July 17, 1851

In 1851, Rabbi Gotthelf's Louisville Congregation Votes To Send $100 Per Year for Jerusalem's Poor

Autograph Letter Signed
4 pages
SMC 137
Here is a letter that speaks directly to the American Jewish experience. A diaspora people, connected to an ancestral and spiritual homeland they will never see, agrees to send its hard-earned money to the poor in Jerusalem. But once that is done, they then set to building, contentiously, a new place for themselves in a new land.
 
Gotthelf announces the important news that in response to a visit of Rabbi Zadok ha-Levi, his Louisville congregation has voted to send one hundred dollars per year “for the poor in Jerusalem." Rabbi Zadok, he adds, has “very flatteringly” asked him to “supervise the committee”… Then comes a volley of complaints. The synagogue school is a disaster: the teacher bad, the parents impossible, the students behind, “especially in Jewish.” Without a school, however, Gotthelf fears for his job: all he gets is criticism. Would Leeser please send him the educational plan used in Philadelphia? An election is at hand, in which every hypocrite, bigot and atheist can vote: would Leeser lend him some support? And there are problems with the Occident: who takes it, who doesn’t, and why Gotthelf “temporarily” had to add a charge for handling the paper. The letter ends with a laugh or, at least, the report of one: Leeser had attributed authorship of an incendiary article to Gotthelf’s schammes – a man, Gotthelf rebutts, who could neither read not write English. This, he says, amused him and Mrs. Gotthelf greatly.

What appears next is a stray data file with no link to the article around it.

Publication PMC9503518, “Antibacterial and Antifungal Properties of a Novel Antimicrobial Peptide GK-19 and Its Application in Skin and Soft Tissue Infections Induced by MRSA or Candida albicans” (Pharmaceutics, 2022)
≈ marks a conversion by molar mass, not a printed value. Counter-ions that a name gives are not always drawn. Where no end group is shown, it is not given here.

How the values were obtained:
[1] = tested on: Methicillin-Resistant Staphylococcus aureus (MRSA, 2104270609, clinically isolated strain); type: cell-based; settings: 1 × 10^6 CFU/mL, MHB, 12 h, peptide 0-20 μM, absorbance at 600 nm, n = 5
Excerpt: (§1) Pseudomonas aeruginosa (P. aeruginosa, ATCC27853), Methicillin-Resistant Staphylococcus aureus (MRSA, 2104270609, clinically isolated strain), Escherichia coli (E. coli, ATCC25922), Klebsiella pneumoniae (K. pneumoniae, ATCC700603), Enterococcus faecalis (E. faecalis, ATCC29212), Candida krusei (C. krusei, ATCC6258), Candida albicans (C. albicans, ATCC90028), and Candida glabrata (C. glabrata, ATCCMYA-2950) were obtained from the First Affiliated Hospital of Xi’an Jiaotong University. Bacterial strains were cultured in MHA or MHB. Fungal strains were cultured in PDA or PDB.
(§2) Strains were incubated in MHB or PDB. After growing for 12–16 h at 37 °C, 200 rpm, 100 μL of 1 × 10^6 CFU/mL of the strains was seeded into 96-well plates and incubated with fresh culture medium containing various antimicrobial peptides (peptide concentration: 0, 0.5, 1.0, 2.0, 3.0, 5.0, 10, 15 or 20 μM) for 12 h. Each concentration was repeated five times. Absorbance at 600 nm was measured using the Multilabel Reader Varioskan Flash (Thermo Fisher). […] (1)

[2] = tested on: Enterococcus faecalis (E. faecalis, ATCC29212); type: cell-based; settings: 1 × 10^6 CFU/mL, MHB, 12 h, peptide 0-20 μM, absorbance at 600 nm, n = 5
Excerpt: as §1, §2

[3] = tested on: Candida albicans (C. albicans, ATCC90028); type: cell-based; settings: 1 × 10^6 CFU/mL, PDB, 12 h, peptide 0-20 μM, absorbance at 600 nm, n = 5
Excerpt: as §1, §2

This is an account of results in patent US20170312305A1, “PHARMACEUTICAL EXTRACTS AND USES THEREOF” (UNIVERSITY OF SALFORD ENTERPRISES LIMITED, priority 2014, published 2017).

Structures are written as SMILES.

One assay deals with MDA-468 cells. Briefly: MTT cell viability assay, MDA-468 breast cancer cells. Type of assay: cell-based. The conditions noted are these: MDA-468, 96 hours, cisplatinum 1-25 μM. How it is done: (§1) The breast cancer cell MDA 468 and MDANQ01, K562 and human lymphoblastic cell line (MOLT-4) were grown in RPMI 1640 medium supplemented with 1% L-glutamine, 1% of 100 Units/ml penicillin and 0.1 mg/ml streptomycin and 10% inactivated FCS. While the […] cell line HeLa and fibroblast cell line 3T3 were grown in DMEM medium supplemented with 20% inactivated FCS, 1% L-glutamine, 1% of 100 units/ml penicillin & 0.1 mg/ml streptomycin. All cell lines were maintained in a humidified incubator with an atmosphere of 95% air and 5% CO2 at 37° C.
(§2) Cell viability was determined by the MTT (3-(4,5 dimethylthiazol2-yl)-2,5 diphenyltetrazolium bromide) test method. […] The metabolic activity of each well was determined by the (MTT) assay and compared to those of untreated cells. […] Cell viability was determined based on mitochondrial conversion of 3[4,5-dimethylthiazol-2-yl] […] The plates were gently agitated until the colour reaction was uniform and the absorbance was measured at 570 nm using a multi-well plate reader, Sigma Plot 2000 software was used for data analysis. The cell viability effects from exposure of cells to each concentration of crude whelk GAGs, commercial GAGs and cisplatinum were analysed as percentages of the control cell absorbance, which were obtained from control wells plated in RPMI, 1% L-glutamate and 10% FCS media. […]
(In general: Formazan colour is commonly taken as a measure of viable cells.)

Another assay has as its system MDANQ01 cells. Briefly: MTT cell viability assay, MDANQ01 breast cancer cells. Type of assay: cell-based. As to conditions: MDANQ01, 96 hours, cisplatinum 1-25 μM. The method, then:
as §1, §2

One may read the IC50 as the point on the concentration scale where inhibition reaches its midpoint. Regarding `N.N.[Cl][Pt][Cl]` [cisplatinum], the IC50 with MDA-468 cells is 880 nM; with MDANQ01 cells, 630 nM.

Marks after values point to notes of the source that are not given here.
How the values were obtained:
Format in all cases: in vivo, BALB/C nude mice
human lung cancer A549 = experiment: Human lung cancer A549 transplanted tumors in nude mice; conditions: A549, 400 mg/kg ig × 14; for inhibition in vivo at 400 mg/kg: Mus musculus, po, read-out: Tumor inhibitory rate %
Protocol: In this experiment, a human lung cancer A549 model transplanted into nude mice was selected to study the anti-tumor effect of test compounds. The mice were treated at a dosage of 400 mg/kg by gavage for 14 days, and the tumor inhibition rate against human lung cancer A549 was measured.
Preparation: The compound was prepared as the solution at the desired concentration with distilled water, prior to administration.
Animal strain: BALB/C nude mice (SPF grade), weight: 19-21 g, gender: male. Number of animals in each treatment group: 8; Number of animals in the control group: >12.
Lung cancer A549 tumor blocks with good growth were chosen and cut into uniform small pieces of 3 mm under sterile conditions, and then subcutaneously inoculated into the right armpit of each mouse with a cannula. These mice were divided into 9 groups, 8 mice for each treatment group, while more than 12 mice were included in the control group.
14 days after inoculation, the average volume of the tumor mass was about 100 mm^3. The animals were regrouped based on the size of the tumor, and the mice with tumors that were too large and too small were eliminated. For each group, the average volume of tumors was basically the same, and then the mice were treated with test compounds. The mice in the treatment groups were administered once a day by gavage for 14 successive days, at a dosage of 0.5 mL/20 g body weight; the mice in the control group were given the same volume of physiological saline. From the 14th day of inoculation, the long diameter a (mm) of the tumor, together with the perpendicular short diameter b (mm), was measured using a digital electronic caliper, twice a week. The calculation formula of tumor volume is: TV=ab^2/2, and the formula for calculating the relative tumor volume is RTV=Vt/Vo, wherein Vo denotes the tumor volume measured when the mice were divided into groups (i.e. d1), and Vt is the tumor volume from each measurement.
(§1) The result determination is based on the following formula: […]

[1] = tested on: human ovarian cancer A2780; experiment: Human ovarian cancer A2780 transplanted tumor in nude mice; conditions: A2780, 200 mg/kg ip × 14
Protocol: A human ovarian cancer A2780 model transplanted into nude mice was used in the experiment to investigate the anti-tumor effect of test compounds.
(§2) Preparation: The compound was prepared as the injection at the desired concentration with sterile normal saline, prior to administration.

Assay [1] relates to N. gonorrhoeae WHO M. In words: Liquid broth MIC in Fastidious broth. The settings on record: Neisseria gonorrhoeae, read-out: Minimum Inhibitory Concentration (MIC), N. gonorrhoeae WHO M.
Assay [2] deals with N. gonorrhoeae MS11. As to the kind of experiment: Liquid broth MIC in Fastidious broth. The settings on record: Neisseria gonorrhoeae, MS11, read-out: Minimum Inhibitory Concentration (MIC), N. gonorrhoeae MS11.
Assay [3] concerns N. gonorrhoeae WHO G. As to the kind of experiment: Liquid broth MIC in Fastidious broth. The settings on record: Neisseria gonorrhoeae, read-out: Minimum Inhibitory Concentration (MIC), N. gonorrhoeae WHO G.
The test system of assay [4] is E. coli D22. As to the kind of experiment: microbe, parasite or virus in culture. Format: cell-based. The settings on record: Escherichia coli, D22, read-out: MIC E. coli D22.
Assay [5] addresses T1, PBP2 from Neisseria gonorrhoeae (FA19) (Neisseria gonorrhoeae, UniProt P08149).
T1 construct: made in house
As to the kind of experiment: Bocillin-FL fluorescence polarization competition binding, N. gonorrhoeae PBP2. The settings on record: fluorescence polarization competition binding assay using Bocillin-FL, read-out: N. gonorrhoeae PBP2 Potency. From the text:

Autograph Letter Signed ("B.H. Gotthelf"), in Yiddish or German, 4 pages, quarto, recto and verso, Louisville, Kentucky. To Isaac Leeser.
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